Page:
Bottoms up

Published at 09:44 24 May 2019 by

The HSFO market is coming to terms with the collapse of the old IMO 2020 narrative. Backwardation in H2 19 timespreads is easing as 2020 prices find a floor and the market is even pricing in only a mild oversupply in 2020. This is a far cry from the disaster scenarios some observers have been predicting. As the backwardation in the HSFO market eases and deferred cracks are finding a floor, refineries are reconsidering their IMO 2020 options.

One trigger seems to be a growing realisation that the tightness in heavy crude that is weighing on complex margins is not going to be a transient phenomenon. With the political situation in Venezuela seemingly deadlocked and shale oil growth continuing apace, cash-rich complex refiners are clearly worried that big investments in fuel oil will only compound their recent struggles with poor margins.

For simpler refineries across Europe and Latin America, whose margins are generally more exposed to price fluctuations in fuel oil even when the bottom does not fall out of the market, the narrowing of deferred HSFO swap discounts to Brent means that there is less incentive to switch crude slates with the aim of tackling fuel oil output. In our view, there is a growing acceptance that the heavy crude tightness is not going away anytime soon, and that its unavailability will help mitigate some of the disruption caused by IMO 2020.

But at the same time, there are huge uncertainties around what a post-IMO world will look like, with many shipowners expressing concern over what types of fuel they will use. What is known, however, is that demand for low-sulphur fuels will rise before 2020, meaning bunker suppliers will need to roll out these fuels over Q3 19, in line with those refiners that are looking to offer MGO and VLSFO from September 2019. However, it needs to be acknowledged that a transition of this breadth and scope will not go without some volatility.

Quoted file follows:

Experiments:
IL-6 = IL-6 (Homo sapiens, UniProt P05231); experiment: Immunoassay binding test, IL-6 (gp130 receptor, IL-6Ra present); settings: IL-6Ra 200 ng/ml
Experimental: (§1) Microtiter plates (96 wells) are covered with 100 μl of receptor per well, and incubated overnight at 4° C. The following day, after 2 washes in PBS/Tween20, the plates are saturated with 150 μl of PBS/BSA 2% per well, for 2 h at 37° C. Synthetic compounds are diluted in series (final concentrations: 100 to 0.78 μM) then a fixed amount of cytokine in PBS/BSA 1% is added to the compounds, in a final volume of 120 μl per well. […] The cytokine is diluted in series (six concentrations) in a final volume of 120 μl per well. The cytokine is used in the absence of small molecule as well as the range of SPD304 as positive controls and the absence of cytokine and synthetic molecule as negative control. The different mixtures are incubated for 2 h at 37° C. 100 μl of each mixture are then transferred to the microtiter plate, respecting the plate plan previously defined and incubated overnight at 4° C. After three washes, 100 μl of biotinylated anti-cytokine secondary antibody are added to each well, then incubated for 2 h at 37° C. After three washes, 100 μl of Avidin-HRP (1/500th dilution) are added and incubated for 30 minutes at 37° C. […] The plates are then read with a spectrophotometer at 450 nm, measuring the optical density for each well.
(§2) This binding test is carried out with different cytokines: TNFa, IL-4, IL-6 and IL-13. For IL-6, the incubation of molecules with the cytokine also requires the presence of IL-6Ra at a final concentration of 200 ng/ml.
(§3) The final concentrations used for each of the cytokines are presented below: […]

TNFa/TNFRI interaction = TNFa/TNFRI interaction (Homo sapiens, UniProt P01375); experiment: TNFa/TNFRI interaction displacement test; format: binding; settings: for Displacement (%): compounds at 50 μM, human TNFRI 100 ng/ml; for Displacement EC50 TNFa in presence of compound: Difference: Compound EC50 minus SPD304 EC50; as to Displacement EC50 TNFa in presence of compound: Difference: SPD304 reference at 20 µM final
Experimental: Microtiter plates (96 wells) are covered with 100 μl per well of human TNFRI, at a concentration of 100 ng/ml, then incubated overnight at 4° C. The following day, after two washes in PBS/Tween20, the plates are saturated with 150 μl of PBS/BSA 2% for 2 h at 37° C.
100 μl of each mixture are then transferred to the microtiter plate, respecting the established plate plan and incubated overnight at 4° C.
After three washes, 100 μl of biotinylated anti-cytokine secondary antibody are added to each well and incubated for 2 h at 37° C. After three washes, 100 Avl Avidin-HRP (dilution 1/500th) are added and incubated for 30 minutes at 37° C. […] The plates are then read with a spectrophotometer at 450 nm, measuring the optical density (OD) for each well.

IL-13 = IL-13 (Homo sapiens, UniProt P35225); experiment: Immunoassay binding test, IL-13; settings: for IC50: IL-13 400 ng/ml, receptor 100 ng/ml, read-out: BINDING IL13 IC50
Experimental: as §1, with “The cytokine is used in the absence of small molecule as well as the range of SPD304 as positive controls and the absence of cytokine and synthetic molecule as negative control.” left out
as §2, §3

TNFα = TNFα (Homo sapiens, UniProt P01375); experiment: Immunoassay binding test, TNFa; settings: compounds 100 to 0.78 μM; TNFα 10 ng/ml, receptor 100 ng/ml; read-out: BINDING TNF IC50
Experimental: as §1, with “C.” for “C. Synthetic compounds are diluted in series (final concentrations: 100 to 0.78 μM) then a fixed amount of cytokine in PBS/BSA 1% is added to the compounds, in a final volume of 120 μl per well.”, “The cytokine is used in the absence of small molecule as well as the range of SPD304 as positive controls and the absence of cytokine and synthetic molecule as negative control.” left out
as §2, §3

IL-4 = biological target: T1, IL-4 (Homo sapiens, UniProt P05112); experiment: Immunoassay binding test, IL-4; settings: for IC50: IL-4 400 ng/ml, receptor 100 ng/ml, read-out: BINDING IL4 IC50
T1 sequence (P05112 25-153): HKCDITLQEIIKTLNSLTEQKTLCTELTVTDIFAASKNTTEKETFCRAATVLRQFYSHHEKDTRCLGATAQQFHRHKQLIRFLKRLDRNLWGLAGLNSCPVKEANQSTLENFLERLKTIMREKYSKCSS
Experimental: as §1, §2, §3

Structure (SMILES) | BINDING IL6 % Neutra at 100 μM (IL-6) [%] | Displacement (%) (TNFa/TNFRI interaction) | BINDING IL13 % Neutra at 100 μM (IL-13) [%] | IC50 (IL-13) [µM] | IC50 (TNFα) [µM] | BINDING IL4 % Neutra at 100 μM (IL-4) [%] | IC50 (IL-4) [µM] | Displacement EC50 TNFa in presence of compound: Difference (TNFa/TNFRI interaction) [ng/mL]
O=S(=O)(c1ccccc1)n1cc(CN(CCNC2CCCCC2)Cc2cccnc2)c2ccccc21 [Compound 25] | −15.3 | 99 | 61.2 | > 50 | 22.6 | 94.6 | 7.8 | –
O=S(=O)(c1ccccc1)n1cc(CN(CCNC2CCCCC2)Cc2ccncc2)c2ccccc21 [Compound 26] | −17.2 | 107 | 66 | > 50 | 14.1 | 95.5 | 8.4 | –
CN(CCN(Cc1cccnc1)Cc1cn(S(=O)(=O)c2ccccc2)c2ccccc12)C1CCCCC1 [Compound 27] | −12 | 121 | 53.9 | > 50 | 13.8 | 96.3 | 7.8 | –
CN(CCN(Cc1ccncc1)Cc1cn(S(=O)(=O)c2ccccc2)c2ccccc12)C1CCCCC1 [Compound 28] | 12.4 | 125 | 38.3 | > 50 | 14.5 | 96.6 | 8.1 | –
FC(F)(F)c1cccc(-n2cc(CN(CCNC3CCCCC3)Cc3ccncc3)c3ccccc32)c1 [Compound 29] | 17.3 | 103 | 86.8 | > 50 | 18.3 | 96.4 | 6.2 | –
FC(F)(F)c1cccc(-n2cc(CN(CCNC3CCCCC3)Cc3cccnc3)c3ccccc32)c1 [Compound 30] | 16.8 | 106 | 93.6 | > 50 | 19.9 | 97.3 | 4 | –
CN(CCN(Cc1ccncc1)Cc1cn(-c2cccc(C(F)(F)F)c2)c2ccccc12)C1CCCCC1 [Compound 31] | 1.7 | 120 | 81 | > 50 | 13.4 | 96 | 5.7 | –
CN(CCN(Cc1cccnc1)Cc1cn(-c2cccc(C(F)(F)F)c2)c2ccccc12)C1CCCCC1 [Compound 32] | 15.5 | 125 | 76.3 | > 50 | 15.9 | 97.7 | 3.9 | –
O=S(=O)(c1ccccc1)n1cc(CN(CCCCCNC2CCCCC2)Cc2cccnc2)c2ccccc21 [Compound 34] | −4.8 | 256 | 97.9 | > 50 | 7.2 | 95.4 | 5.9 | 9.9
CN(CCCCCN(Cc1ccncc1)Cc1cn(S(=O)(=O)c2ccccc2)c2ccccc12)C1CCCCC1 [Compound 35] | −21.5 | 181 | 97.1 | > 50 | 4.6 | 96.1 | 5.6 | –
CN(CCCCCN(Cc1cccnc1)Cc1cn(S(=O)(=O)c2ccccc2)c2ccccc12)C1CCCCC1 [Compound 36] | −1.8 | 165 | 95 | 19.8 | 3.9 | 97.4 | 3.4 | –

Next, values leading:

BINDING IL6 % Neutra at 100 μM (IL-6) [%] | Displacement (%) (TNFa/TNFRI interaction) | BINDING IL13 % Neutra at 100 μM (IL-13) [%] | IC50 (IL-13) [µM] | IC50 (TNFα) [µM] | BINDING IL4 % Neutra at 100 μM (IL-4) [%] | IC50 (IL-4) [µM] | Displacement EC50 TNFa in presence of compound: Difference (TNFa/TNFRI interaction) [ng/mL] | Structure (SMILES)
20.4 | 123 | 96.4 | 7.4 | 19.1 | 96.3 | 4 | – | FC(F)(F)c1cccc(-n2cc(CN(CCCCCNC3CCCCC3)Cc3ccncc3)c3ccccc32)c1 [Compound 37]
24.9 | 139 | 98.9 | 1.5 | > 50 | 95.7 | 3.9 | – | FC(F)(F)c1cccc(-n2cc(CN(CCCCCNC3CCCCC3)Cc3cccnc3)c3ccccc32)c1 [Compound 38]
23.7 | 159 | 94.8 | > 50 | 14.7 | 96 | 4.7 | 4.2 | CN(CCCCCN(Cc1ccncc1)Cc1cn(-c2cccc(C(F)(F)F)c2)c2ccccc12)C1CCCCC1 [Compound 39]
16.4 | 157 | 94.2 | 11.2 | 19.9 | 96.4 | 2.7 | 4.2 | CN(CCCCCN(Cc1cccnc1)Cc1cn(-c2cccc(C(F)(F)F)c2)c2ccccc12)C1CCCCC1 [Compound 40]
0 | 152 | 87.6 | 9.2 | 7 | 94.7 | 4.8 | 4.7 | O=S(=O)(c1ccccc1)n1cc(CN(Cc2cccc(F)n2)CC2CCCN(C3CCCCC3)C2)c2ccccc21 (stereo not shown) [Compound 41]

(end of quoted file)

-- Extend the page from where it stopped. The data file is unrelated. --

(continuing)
Indeed, we may be getting a foretaste of this transition today as high stocks in Singapore have put heavy pressure on the east-west arbitrage value. Given that the eastern fuel oil market is likely to be balanced in 2020 if our assumption that three-quarters of global bunker demand is going to shift to compliant fuels is correct, then this arbitrage trade is going to have to close.

IMO 2020 is a western hemisphere problem, since the Atlantic basic is structurally long fuel oil. But without the proper price incentives, HSFO production is unlikely to change much. A business-as-usual case would require the spread between HSFO and compliant bunkers to narrow to the point that shipowners would be indifferent between buying a scrubber and burning compliant fuel. Interestingly, this is roughly the current spread of between theoretical 0.5% fuel oil prices in Singapore and HSFO today.

Nevertheless, even if 2020 HSFO demand is double our baseline estimate of 1 mb/d, the fuel oil short in Asia Pacific will still be significantly diminished. Arbs will have to crunch in. Global coking capacity is set to rise by 0.21 mb/d, particularly in the west, meaning the industry will have a much easier time coping with IMO 2020 than many had expected, especially if the heavy crude market remains as tight as it is today, but there will still be too much HSFO even in this scenario.

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